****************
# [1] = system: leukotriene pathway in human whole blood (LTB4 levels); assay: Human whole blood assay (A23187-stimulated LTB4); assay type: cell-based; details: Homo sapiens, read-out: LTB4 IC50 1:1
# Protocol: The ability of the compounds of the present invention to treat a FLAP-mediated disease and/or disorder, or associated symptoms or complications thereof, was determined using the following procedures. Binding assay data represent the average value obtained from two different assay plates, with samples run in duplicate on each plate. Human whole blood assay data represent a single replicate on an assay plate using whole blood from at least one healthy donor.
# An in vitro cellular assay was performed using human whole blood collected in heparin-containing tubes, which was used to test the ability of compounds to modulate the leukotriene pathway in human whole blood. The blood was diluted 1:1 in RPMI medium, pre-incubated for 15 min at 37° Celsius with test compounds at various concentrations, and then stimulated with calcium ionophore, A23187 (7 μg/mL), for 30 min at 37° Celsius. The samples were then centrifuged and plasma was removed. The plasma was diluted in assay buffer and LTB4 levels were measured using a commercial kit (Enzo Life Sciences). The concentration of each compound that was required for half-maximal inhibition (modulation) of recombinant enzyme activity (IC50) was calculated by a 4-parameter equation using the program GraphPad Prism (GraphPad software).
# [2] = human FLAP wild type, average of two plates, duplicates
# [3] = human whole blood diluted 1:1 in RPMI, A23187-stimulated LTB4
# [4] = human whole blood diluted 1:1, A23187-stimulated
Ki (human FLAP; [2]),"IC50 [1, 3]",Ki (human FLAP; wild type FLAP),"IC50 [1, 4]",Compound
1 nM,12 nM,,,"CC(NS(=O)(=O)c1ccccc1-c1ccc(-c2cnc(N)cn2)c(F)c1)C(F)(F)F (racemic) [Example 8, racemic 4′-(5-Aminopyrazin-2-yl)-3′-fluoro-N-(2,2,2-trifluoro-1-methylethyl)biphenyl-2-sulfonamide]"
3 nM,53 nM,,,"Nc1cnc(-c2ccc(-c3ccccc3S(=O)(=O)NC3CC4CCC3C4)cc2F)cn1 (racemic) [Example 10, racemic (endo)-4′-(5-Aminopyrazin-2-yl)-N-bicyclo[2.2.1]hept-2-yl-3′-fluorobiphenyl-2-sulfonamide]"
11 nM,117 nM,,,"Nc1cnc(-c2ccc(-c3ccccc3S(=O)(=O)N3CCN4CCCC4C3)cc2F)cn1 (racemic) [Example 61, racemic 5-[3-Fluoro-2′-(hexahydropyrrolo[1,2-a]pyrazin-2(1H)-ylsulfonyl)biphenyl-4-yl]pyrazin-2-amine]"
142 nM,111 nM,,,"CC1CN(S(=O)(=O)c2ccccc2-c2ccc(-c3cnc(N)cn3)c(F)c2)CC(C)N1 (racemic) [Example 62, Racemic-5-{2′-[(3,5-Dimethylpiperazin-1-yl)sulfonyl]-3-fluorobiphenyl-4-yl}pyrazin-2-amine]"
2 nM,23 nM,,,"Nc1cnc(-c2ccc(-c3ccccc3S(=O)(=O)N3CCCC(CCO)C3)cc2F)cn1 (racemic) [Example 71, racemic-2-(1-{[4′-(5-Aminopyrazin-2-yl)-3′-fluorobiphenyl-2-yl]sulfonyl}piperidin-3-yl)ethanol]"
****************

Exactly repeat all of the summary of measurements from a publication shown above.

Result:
# [1] = system: leukotriene pathway in human whole blood (LTB4 levels); assay: Human whole blood assay (A23187-stimulated LTB4); assay type: cell-based; details: Homo sapiens, read-out: LTB4 IC50 1:1
# Protocol: The ability of the compounds of the present invention to treat a FLAP-mediated disease and/or disorder, or associated symptoms or complications thereof, was determined using the following procedures. Binding assay data represent the average value obtained from two different assay plates, with samples run in duplicate on each plate. Human whole blood assay data represent a single replicate on an assay plate using whole blood from at least one healthy donor.
# An in vitro cellular assay was performed using human whole blood collected in heparin-containing tubes, which was used to test the ability of compounds to modulate the leukotriene pathway in human whole blood. The blood was diluted 1:1 in RPMI medium, pre-incubated for 15 min at 37° Celsius with test compounds at various concentrations, and then stimulated with calcium ionophore, A23187 (7 μg/mL), for 30 min at 37° Celsius. The samples were then centrifuged and plasma was removed. The plasma was diluted in assay buffer and LTB4 levels were measured using a commercial kit (Enzo Life Sciences). The concentration of each compound that was required for half-maximal inhibition (modulation) of recombinant enzyme activity (IC50) was calculated by a 4-parameter equation using the program GraphPad Prism (GraphPad software).
# [2] = human FLAP wild type, average of two plates, duplicates
# [3] = human whole blood diluted 1:1 in RPMI, A23187-stimulated LTB4
# [4] = human whole blood diluted 1:1, A23187-stimulated
Ki (human FLAP; [2]),"IC50 [1, 3]",Ki (human FLAP; wild type FLAP),"IC50 [1, 4]",Compound
1 nM,12 nM,,,"CC(NS(=O)(=O)c1ccccc1-c1ccc(-c2cnc(N)cn2)c(F)c1)C(F)(F)F (racemic) [Example 8, racemic 4′-(5-Aminopyrazin-2-yl)-3′-fluoro-N-(2,2,2-trifluoro-1-methylethyl)biphenyl-2-sulfonamide]"
3 nM,53 nM,,,"Nc1cnc(-c2ccc(-c3ccccc3S(=O)(=O)NC3CC4CCC3C4)cc2F)cn1 (racemic) [Example 10, racemic (endo)-4′-(5-Aminopyrazin-2-yl)-N-bicyclo[2.2.1]hept-2-yl-3′-fluorobiphenyl-2-sulfonamide]"
11 nM,117 nM,,,"Nc1cnc(-c2ccc(-c3ccccc3S(=O)(=O)N3CCN4CCCC4C3)cc2F)cn1 (racemic) [Example 61, racemic 5-[3-Fluoro-2′-(hexahydropyrrolo[1,2-a]pyrazin-2(1H)-ylsulfonyl)biphenyl-4-yl]pyrazin-2-amine]"
142 nM,111 nM,,,"CC1CN(S(=O)(=O)c2ccccc2-c2ccc(-c3cnc(N)cn3)c(F)c2)CC(C)N1 (racemic) [Example 62, Racemic-5-{2′-[(3,5-Dimethylpiperazin-1-yl)sulfonyl]-3-fluorobiphenyl-4-yl}pyrazin-2-amine]"
2 nM,23 nM,,,"Nc1cnc(-c2ccc(-c3ccccc3S(=O)(=O)N3CCCC(CCO)C3)cc2F)cn1 (racemic) [Example 71, racemic-2-(1-{[4′-(5-Aminopyrazin-2-yl)-3′-fluorobiphenyl-2-yl]sulfonyl}piperidin-3-yl)ethanol]"